Professor Julie Poehlmann-Tynan authors this chapter for the National Symposium on Family Issues book series: Although parental incarceration is an adverse childhood experience, the developmental pathways of children with incarcerated parents are heterogeneous. Some children …
Human Devl & Family Studies
Enhancing the School Success of Children from Low-Income Families
Professor Rob Nix co-author. This chapter describes the Research-based, Developmentally Informed Parent (REDI-P) home visiting program that was designed to support families of 4-year-old children attending Head Start through the transition into kindergarten. In REDI-P parents …
Alzheimer’s disease associated with Down syndrome: a genetic form of dementia
Adults with Down syndrome develop the neuropathological hallmarks of Alzheimer’s disease and are at very high risk of developing early-onset dementia, which is now the leading cause of death in this population. Diagnosis of dementia remains …
Sleep and white matter in adults with down syndrome
Adults with Down syndrome are at a high risk for disordered sleep. These sleep problems could have marked effects on aging and Alzheimer’s disease, potentially altering white matter integrity. Victoria Fleming, a PhD student in …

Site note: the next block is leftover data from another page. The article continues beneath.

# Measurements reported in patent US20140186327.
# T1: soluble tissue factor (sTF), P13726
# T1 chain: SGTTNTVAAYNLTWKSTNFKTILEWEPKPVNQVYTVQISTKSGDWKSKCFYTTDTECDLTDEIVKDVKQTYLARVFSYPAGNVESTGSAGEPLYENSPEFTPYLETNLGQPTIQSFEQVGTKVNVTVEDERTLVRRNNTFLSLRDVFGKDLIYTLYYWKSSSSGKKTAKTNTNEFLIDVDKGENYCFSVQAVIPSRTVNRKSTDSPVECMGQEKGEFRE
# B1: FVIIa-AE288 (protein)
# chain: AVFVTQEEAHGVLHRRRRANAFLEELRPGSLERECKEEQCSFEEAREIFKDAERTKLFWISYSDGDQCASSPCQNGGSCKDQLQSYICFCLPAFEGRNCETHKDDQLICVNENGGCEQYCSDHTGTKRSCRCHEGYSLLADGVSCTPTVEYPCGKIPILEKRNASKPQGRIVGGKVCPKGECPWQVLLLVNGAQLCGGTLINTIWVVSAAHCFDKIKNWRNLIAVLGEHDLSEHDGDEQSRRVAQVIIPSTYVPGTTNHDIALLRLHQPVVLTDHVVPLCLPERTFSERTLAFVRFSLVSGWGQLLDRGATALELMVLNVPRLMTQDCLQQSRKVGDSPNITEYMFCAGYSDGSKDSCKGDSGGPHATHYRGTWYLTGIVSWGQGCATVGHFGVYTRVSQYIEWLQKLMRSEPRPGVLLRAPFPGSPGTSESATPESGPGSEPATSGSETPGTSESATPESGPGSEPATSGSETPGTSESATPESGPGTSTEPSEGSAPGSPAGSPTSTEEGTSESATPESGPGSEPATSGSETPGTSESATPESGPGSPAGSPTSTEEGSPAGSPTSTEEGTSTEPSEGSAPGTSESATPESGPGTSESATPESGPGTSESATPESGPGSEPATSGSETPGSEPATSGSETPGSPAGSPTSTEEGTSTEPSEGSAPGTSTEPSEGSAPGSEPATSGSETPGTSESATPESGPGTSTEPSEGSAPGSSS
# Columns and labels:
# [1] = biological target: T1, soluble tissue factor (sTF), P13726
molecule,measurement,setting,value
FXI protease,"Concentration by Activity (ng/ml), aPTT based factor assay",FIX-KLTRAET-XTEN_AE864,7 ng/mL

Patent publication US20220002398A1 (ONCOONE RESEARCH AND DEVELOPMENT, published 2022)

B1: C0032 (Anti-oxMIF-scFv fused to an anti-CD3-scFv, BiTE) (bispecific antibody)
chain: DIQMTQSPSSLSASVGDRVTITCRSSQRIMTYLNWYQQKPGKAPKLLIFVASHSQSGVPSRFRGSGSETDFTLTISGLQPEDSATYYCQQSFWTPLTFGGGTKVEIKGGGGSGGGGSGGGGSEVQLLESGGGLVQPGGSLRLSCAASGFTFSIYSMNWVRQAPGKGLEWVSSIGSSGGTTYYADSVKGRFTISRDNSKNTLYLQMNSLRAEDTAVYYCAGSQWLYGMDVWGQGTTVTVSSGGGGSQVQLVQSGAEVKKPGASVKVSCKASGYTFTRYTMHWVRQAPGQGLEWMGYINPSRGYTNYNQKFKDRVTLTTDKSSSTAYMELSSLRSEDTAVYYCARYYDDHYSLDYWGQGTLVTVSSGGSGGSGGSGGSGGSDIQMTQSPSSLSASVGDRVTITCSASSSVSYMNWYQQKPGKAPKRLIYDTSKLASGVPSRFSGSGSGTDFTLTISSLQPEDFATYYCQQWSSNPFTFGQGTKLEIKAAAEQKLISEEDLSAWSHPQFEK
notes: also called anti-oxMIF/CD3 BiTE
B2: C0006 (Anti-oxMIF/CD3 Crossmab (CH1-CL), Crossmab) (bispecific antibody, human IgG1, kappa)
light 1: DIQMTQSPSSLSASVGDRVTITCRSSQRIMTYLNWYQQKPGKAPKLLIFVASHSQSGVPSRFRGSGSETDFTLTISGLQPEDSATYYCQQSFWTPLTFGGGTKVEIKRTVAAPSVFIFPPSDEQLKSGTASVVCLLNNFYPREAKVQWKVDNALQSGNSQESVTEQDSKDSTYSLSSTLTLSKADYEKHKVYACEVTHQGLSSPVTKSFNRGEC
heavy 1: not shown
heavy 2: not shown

Intersectional approach to understanding the academic and health effects of policing among urban adolescents
Dr. Alvin Thomas, Assistant Professor of Human Development & Family Studies is co-author on a brief report published in the Journal of Research on Adolescence, “Special issue: Black Lives Matter!: Systems of Oppression Affecting Black …
Faculty Member Joins Leadership of UW’s Groundbreaking Research on Psychedelic Compounds for Medical Treatments
Charles Raison, MD, the University of Wisconsin–Madison School of Human Ecology’s Mary Sue and Mike Shannon Distinguished Chair for Healthy Minds, Children and Families, has dedicated his career to alleviating the suffering of people who …
Child Development Lab Celebrates Week of the Young Child
The fiftieth anniversary of this national annual celebration spotlights the needs of young children and their families and recognizes the early childhood programs and services that meet those needs.
Kirkorian Offers Screen Time Guidance for Caregivers
With millions of children learning from home or passing time during their parents’ workdays in the pandemic, Dr. Heather Kirkorian, SoHE’s Laura M. Secord Chair in Early Childhood Development and an expert in young children’s screen-based learning, advises parents to develop a “three Cs” system—and to forgive themselves when they can’t always stick to it.
New Research: The Highs and Lows of Parenting in a Pandemic
Newly published research briefs from the Kerr Parent Lab in the School of Human Ecology detail the challenges and opportunities to mental health and well-being that parents have found as they navigate the COVID-19 pandemic with their families.
Raison Receives SoHE’s First Distinguished Chair Position
Dr. Charles Raison, of Human Development and Family Studies, has been announced as the Mary Sue and Mike Shannon Distinguished Chair for Healthy Minds, Children & Families, thanks to generous support from the Shannons and from a Morgridge match.